When describing the Day of Atonement in the Old Testament, the author of Hebrews proposes, “Since what was given in the old covenant was the earthly sketch of the heavenly reality, this was sufficient to cleanse the earthly sanctuary; but in heaven, a more perfect sacrifice was needed. The Anointed One did not enter into handcrafted sacred spaces – imperfect copies of heavenly originals – but into heaven itself, where He stands in the presence of God on our behalf. There He does not offer Himself over and over as a sacrifice (as the high priest on earth does when he enters the most holy place each year with blood other than his own) because that would require His repeated suffering since the beginning of the world. No, He has appeared once now, at the end of the age, to put away sin forever by offering Himself as a sacfice” (Hebrews 9:23-26, The Voice).
The Voice commentators write, “In chapter 9 we are reminded that what is most real, what is most true, is the unseen reality. The writer tells us that the temple in Jerusalem, the holest place on earth, was merely a copy or shadow of another place, the heavenly temple. Whatever took place in this shadowy temple could not change the realities of alienation from God, sin, and death” (2106).
The most real is the unseen reality. But how often do even as today’s church attempt to build the Kingdom of God rather than invite and anticipate? We are tempted to put so much time, money, and energy in that which we can see, hear, taste, and touch. That which we can step back and say, “Mine” or “I did that.”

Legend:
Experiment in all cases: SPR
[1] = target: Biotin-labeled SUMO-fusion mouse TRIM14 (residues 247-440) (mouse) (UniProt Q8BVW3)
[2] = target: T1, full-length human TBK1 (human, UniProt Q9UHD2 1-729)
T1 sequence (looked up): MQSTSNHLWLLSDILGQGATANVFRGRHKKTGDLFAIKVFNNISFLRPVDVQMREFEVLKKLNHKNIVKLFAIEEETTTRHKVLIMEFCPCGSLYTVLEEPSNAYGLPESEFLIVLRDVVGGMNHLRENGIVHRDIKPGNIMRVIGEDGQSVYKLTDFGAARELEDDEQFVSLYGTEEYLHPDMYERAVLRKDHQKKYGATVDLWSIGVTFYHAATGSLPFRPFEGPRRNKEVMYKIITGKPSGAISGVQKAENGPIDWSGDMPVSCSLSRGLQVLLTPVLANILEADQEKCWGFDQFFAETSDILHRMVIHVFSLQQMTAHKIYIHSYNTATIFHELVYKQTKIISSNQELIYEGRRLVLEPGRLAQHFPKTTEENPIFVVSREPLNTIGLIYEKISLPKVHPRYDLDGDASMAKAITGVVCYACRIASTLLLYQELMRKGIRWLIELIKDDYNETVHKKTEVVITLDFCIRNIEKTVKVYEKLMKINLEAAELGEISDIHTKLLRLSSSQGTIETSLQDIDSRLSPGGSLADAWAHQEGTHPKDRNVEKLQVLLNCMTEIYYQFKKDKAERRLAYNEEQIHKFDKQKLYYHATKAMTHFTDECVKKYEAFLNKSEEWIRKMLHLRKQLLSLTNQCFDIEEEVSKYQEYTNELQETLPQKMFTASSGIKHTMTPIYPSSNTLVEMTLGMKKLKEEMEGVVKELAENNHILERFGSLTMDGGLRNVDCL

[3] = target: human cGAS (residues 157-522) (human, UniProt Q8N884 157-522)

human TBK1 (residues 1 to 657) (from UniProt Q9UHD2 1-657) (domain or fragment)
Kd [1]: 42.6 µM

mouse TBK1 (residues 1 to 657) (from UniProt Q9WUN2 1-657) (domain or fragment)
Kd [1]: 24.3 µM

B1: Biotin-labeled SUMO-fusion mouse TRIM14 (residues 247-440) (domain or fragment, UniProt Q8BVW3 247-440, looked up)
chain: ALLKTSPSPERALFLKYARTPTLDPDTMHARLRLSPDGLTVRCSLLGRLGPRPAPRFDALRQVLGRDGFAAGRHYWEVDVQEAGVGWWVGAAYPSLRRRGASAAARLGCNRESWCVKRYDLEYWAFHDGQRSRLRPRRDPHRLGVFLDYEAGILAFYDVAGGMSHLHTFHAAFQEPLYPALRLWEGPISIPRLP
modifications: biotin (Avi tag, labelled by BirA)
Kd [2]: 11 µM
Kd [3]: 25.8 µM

But really all that we see around us – even our holiest places and spaces – are mere copies. They are glimpses of glory. Foretastes of a much grander meal.
What would it look like for you and me to live in such a way? To recognize that this is not all there is? Even our church gatherings, strategies, and structures? I am not saying that such things are not good or necessary. I am not saying that we cease being excellence or intentional. Nothing could be further than the truth.
But we make sure that all we do is not that all we do. And we understand that all that we do is not all that will be done.